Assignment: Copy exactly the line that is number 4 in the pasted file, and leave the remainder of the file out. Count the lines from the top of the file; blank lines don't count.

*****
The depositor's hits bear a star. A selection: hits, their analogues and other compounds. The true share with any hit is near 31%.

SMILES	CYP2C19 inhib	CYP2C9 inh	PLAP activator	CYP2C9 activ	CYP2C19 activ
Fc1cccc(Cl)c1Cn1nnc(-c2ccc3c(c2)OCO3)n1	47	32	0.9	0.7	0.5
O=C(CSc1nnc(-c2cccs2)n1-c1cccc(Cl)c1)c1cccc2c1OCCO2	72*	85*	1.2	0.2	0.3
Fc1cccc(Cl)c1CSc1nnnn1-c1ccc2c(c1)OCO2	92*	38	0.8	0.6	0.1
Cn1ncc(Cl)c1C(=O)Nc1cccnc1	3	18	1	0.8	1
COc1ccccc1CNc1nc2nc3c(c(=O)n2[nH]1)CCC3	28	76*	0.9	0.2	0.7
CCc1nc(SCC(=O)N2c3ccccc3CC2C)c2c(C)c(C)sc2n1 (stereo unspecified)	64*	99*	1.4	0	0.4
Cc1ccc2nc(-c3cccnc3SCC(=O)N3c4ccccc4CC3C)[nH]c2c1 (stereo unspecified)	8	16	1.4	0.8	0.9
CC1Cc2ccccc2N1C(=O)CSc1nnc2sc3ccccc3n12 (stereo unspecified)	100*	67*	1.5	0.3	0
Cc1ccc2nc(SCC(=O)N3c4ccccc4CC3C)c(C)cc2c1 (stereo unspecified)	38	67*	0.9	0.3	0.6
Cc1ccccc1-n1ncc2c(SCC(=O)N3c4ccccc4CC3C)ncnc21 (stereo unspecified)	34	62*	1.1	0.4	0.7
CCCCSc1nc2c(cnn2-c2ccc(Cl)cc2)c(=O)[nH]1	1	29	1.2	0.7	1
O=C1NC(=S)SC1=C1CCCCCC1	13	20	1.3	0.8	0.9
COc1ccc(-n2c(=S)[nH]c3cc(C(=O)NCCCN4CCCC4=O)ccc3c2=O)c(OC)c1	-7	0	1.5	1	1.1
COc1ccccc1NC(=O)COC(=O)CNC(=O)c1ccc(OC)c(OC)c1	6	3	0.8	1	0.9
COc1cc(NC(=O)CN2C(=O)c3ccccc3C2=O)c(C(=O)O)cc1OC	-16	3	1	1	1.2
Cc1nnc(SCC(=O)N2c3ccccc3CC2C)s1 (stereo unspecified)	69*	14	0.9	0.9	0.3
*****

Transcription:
O=C(CSc1nnc(-c2cccs2)n1-c1cccc(Cl)c1)c1cccc2c1OCCO2	72*	85*	1.2	0.2	0.3